Before it turned away from the water, Waiuku’s river was an active port and part of its proud face. This century, Reset Urban Design has put in place a number of intiatives to turn the town back to the river.
Waiuku. Small town, big history. Despite being just 40 kms from Auckland, and meaning no disrespect to its 6,000-odd inhabitants, it’s an outpost. More rural than urban, it was pre-supercity, part of the Franklin District Council and, at one stage, with a roughly proposed boundary between Waikato and Auckland heading down the middle of Colombo Road, potentially a part of both provinces. Before a few lifestylers saw the benefits of a town so close to two main centres, the town was for the most part a support act for the local farming community that surrounds it and a dormitory for workers at the Glenbrook Steel Mill just four kilometres away. But don’t be deceived into thinking its a roughneck steel town. It is, with its mix of small-scale heritage buildings, very charming.
The Waiuku Town Centre Legacy Report 2005-2011 indicates the colonial significance of this town; it was one of New Zealand’s first towns, with a port established in 1843 on a historical Maori portage route – a connection point between the Manukau Harbour and the Waikato River. The town was mapped out in 1851, the same year that the town’s Kentish Hotel, which is still pouring pints today, came into existence. Geographically, Waiuku is located among a wide variety of ecological areas, estuary system, rural land, west coast beaches and river systems. More than a century ago, as historical photography attests, the Waiuku River was an important part of the town’s infrastructure. Over time, the importance of the river began to diminish until mid-way through the first decade of this century it was a choked, estuarine mess. The kind of place where you’re more likely to come across an abandoned shopping trolley than an aquatic lifeform.
Since 2005, however, the town has undergone a number of upgrades planned and designed by Reset Urban. Problems that Reset identified back in ’05 were “poor natural and cultural links, poor water quality in streams, underutilised spaces and reserves, underdeveloped areas, a town turned away from river and harbour edge and key buildings unconnected to street.”
Stages 1–2 of this ongoing project involved street enhancements, with visible elements including a paving palette for the town centre that employs bluestone and light-coloured concrete pavers and exposed aggregate concrete. The designers also devised a suite of street furniture that links to the past by employing traditional fretwork patterns and, to explain the town’s past, and possibly in anticpation of a rise in tourist numbers post-design, there’s a series of information panels dotting the town. The town square also had an upgrade, with a timber stage installed for events, and a central clock tower cleverly reclad in a kind of filigreed steel that ties in with the afoermentioned street furniture. There are also wonderfully slanted street lighting elements, vaguely reminiscent of listing yacht masts.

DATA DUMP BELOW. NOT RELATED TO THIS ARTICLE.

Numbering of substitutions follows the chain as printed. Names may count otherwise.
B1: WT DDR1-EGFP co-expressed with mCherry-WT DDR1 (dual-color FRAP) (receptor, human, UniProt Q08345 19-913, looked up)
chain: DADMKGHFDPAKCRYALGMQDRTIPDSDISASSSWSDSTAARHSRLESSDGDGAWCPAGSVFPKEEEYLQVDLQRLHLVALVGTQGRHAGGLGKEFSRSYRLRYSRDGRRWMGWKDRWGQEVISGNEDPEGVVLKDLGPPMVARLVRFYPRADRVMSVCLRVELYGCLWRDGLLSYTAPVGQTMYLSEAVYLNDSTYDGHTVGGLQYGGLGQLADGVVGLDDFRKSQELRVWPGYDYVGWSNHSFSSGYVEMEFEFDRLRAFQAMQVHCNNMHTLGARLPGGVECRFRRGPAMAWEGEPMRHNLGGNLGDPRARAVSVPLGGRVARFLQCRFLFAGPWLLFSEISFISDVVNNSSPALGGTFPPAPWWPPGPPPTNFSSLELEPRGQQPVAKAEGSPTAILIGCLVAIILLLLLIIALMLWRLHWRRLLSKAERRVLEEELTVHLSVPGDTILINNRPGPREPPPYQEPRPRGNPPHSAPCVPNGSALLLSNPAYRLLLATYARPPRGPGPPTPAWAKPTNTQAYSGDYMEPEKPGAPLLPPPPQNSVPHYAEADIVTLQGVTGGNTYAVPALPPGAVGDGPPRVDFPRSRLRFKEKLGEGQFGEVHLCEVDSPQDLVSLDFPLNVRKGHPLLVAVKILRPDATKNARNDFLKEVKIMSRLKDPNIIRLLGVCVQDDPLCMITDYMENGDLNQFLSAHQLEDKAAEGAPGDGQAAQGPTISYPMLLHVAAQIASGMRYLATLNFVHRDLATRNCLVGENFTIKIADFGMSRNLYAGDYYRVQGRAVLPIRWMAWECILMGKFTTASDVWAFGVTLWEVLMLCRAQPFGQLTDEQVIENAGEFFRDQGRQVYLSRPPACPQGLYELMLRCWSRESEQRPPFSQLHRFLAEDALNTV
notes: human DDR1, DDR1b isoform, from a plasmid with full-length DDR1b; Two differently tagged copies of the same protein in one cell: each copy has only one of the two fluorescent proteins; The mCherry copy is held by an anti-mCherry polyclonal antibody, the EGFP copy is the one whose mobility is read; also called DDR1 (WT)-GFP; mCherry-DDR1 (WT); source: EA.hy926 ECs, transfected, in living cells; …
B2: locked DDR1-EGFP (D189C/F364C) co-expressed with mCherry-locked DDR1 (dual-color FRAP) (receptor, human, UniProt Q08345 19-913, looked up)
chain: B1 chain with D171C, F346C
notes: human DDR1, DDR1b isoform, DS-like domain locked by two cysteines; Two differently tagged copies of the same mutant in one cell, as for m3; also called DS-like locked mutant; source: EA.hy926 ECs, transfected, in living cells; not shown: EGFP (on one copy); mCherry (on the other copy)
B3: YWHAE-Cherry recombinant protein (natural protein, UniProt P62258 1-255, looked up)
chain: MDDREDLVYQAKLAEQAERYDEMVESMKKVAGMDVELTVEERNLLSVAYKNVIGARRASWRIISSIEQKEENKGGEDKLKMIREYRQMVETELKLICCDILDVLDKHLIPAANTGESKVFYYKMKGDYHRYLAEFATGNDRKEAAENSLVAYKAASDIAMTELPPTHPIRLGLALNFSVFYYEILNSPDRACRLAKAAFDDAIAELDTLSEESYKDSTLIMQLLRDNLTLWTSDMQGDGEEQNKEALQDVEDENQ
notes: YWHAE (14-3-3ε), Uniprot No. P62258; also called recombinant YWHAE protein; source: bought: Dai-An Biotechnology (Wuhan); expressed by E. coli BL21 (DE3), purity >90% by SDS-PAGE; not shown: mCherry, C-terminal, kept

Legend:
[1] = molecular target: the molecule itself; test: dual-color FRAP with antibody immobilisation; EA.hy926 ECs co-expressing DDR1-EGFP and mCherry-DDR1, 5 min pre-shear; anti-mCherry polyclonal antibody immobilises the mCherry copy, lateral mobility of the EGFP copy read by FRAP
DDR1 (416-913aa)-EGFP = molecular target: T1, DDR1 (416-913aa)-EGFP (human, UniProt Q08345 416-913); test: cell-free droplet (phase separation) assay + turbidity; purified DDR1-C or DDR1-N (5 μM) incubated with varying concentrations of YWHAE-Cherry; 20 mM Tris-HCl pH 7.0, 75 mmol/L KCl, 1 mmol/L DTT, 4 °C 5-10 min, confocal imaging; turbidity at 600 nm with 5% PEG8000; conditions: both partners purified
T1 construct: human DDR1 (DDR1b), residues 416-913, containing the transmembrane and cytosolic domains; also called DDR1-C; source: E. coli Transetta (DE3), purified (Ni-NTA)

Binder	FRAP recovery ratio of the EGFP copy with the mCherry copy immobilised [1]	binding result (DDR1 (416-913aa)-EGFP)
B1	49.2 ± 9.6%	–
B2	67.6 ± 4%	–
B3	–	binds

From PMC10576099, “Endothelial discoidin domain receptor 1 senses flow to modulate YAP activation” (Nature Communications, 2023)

River Lane is the third stage of this project. Garth Falconer, Reset’s director, says this stage of the development was part of a “strategy to better connect this former maritime settlement with its harbour and estuarine edges, providing new recreational, social and economic opportunities.”
Waiuku is a good example of a town that turned its back on the river before coming back to the well. The urban designers stemmed the flow, literally, with a weir, and metaphorically, by providing the kind of amenity that makes the river edge a good place to walk, or sit and eat lunch. By redirecting attention towards this space, the designers have also highlighted the potential benefits of further development across the road at the rivermouth and across the river, where an underused reserve sits patiently waiting for attention.
River Lane is a neat piece of work; a long-time in the making, as you might expect in a small town with limited resources. Back in 2009, the first phase of the riverside work included armouring the banks of the river with riverstones, upgrading the stormwater system, building “gabion and riprap edges to the inlet”, and installing the weir which, at 300mm below mean tide level, provides “a larger, more-permanent water body”. This rise in water level, on the right tide, does wonders for this setting and wooden piers, or lookouts, which are firmly planted on the large rectangular gabion plinths, allow you to get right out over the water. Tying both sides of the river together are a series of artfully placed poles – wharf-like piles that hark back to the days of the port. Similarly, custom-made lightbox seats recall this historical aspect. Each is detailed with the name of a ship that once frequented the town’s wharf.
One of Reset’s key moves, I think, to encourage people into this area was to strengthen the corners at each end of the new boulevard. It’s obvious that there is something interesting happening down here. Landscape architecture, it is said, is a slow art, and while there are still further stages of work planned for Waiuku it is, to an extent, up to the people to embrace change. The buildings that line River Lane still have that lean-to-look familiar to anyone who has taken a walk along an alleyway behind a main street in a New Zealand town – but there are encouraging signs here that some businesses are taking the cue and turning back to face the river.